The staff were laid back, and by laid back, I mean stoned. Not just a little stoned, but hot boxing their huts stoned, they were smoking so much weed that it smoke was pouring out of the windows. It was at this stage that we knew we were onto a winner.
Power was intermittent, as it ran on a generator, but cold beer was plentiful due to the icebox. After coming from busy Bangkok, and dealing with craziness on Koh Phangan, the lack of modern amenities was a relief rather than an inconvenience.
The next few days were spent doing nothing more than reading, eating, drinking, swimming and sunbathing, with nothing more exciting than an airborne monitor lizard falling 20 feet from the sky and landing on Sarah’s back as she was sleeping. I’m still now sure who was more scared, Sarah or the reptile.
Its a Small World
We decided to finally try and track down my friend from the visa run, and her boyfriends bar. After a while we managed to work out that the bar was not in fact on the beach, and that there was an entire village further it the jungle full of rock climbing supply stores (many of the tourists come to Krabi to climb due to the awesome cliffs) and bars.
We finally found the bar, known as “Small World Bar” and its owner Chai Tea. P Chai is an awesome dude (who just so happened to marry a girl whom I met on a Visa Run in Laos), who makes some of the best cocktails we’ve ever had the pleasure of drinking, and some pretty good tea as well. They had one of the best selections of music, mostly classic rock, funk and soul, which isn’t common in Thai bars and some great live reggae from the locals, which you can enjoy while watching travellers attempting not to fall off the slack lines. This place is a must visit for anyone in the area.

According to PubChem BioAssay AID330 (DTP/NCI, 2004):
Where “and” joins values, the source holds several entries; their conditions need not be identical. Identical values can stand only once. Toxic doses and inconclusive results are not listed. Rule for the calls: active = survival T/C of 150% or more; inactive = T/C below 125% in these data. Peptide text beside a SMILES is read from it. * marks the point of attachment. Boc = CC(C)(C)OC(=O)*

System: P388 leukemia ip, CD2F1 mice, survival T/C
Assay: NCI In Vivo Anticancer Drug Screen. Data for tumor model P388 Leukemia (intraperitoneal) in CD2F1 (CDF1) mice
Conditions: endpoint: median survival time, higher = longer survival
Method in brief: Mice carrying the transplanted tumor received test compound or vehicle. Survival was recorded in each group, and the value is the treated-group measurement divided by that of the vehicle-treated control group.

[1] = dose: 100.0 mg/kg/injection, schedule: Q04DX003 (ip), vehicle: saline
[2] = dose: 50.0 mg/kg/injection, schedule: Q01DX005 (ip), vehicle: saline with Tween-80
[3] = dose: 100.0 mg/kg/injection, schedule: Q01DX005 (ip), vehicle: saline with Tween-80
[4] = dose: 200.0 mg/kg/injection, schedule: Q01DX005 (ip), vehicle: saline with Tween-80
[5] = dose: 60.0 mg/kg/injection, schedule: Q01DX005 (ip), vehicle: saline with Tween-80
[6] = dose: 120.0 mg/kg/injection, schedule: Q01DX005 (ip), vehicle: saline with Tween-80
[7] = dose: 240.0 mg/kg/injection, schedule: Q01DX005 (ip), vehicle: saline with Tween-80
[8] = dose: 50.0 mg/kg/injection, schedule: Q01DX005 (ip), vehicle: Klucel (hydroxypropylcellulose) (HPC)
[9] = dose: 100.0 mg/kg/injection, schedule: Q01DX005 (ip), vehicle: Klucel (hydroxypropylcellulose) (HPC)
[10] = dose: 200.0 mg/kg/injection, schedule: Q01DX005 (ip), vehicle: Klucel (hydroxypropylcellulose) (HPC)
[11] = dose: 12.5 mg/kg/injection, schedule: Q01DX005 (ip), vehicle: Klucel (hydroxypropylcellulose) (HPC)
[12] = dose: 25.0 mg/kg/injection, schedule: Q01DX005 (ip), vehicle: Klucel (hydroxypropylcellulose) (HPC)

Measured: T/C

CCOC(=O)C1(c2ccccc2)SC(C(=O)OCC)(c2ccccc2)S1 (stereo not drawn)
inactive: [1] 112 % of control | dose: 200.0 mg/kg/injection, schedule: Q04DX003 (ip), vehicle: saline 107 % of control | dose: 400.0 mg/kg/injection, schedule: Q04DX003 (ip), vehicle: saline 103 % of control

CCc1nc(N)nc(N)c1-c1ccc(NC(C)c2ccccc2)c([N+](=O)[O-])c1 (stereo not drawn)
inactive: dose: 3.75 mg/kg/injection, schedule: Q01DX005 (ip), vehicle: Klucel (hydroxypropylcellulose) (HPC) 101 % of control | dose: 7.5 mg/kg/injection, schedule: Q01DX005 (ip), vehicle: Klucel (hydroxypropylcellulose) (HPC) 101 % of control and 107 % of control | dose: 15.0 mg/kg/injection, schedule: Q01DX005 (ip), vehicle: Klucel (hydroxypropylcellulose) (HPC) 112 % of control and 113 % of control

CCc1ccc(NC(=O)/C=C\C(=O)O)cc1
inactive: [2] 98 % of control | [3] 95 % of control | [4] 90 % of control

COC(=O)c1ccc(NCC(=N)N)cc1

Phra Nang (or the cave of cocks)
I’d read about a Thai practise of worshiping Penis carvings, which I found strange due to the criminality of other penis shaped objects such as dildos and vibrators, and even stranger due to the supposed practise of Buddhism across the nation. One of the stranger things in Krabi is the Phra Nang cave on the other side of Railey beach, which as well as being below some amazing caves and an even more amazing beach, is full of giant cocks.
It takes a bit of a walk but can be found by going through Railey, walking to the other side and hanging a left. Follow the beach pathway all the way and you will find the cave.
After checking out the cave of cock the girls went for a swim on the beach, which of course had a resort on it. I was hungry so went to check out the restaurant, after learning that the rooms cost up to 140,000 baht during high season, I realised that their lunches were probably out of our budget and settled for street food (or in this case, boat food).
One thing to be aware of is the presence of either sea lice and/or jelly fish in the waters here. Sarah got a bites while swimming in the beach here, and later stung by jelly fish (resulting in urgent treatment requiring mass consumption of ice cream at the nearby store) so be careful.
Back to reality
Sarah had uni to get back to, and I had to be back on the islands for various things, so we made our way back to Ao Nang, Krabi and Bangkok, to get back to our normal routines. All up it cost us around 5-6000 baht each including airfares, transport accommodation, food and booze for 4 days, which isn’t bad considering. We’ll definitely be back down there again and I recommend visiting during low season if you want to avoid the tourist hordes.